Eighteen classes are held each week, each with a suggested donation of $10. Funds from these classes benefit Yogamour’s charitable causes. Local causes include Yoga and Mindfulness Classes for the clients of the Heartly House and Yoga, Nutrition, and Wellness for Cancer Survivors and Patients for the Cancer Center of Frederick County.

Yogamour yoga and pilates classes are at the Bernard W. Brown Community Center, 629 N. Market St. (second floor)

Bring a mat and water. For a class schedule, visit http://yogamour.org/frederick-yoga.


Yoga for strength, flexibility, peace – and charity

  • By Arlene Karidis Special to the News-Post
  • Nov 24, 2015

If you are thinking about trying yoga or Pilates, you might want to drop by the Bernard W. Brown Center in downtown Frederick. A nonprofit organization called Yogamour offers classes there in both practices throughout the week.

Despite what some people think, yoga is for almost anyone, regardless of their fitness level or if they have done it before, said Yogamour co-founder Geni Donnelly.

“When many people think “yoga,” typically what comes to mind is flexibility, stretching and breath. For others who might not be able to touch their toes, this can be discouraging. It is amazing how many people say that they can’t do yoga because they are not flexible. They think it has to be that pretzel pose they saw on a magazine cover,” said Donnelly.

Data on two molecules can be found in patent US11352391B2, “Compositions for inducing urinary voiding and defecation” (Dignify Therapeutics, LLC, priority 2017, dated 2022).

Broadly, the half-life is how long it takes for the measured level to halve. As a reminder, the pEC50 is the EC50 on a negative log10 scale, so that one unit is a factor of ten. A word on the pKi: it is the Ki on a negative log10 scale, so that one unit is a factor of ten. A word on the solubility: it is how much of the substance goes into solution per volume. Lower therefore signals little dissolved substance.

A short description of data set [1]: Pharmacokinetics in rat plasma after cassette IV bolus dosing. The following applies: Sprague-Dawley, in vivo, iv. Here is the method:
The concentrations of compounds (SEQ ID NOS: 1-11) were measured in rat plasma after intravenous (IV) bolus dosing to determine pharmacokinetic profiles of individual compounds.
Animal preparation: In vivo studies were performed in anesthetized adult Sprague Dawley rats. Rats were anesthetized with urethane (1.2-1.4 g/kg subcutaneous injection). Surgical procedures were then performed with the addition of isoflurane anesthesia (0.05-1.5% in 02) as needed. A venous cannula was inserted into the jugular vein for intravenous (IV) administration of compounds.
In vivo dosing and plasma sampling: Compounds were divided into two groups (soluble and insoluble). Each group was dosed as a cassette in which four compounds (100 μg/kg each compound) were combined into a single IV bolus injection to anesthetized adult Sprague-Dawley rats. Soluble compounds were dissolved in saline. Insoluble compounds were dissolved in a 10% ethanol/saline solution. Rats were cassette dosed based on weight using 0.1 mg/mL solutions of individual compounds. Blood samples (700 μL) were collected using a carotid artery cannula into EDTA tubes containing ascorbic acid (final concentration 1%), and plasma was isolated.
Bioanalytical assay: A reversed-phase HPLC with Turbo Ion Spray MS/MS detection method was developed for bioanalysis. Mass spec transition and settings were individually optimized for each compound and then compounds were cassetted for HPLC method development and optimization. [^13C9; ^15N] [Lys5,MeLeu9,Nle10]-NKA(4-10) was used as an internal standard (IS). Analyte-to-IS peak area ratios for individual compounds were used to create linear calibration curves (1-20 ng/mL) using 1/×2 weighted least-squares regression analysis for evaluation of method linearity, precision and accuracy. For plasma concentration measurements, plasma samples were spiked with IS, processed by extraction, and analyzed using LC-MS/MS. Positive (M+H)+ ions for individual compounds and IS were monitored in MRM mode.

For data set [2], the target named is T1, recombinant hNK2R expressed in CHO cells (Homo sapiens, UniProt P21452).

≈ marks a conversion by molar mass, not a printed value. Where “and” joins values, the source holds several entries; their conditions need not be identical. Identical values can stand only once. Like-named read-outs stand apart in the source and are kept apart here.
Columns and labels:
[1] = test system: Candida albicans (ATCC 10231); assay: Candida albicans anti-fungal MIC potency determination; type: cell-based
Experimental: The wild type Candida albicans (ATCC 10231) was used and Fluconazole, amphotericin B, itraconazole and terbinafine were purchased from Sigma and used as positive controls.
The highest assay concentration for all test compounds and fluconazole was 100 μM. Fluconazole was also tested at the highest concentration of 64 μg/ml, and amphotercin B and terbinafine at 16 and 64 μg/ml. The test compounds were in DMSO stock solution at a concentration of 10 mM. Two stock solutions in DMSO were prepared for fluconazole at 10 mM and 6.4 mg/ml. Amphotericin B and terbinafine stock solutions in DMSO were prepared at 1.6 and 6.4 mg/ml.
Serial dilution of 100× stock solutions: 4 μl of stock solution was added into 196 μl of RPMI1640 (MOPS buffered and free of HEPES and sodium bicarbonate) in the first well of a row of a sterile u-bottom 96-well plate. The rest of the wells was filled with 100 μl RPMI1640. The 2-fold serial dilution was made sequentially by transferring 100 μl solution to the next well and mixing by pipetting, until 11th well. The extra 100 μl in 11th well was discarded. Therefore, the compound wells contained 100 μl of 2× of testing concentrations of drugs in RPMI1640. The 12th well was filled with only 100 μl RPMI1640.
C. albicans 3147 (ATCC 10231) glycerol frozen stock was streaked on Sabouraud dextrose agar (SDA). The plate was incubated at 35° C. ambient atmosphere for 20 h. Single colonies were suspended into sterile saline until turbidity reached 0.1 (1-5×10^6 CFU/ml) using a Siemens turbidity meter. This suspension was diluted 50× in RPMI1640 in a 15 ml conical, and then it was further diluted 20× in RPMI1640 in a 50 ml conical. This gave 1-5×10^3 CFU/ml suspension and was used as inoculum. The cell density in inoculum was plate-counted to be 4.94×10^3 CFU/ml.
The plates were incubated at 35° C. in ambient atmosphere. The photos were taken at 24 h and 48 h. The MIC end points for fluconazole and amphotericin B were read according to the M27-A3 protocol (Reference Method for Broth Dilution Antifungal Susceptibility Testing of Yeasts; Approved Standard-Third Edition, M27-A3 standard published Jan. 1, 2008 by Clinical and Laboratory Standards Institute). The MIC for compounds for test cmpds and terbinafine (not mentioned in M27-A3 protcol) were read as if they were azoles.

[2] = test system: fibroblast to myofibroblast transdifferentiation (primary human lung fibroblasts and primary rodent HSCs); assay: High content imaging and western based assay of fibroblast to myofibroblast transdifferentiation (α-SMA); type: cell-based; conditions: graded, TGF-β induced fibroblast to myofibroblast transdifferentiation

But the pretzel pose is not really what yoga is about most of the time, including at Yogamour where people of all levels are welcome.

Marybeth Fossett drops in for yoga every day and has done a few of the Pilates classes.

“I had been a runner my whole life, and my knees started to bother me so I had to quit. I tried yoga [in Aug 2014] and fell in love instantly,” she said, comparing it to running — at least in that it’s a chance to contemplate and evaluate your life while you are exercising.

Yoga wasn’t as easy as she had expected. “I embraced the challenge.”

But she feels the way the instructors teach works for all levels. “You could be a beginner and I could be intermediate and the person next to me could be advanced. We can all get something out of it because the instructor gives different options for poses.”

Rather than pay a set fee, participants are asked for a donation (suggested donation of about $10) that Yogamour contributes to local charities, including Heartly House, which serves survivors of domestic violence, rape and child abuse. Donations have gone to other local organizations such as Humane Society and Blessings in a Backpack, which feeds school-aged children, and some funds support overseas causes.

The program started in Baker Park, then moved to its current nearby downtown home, on property where a housing project once stood that has been replaced by a mixed-income community for residents transitioning from renting to owning their homes.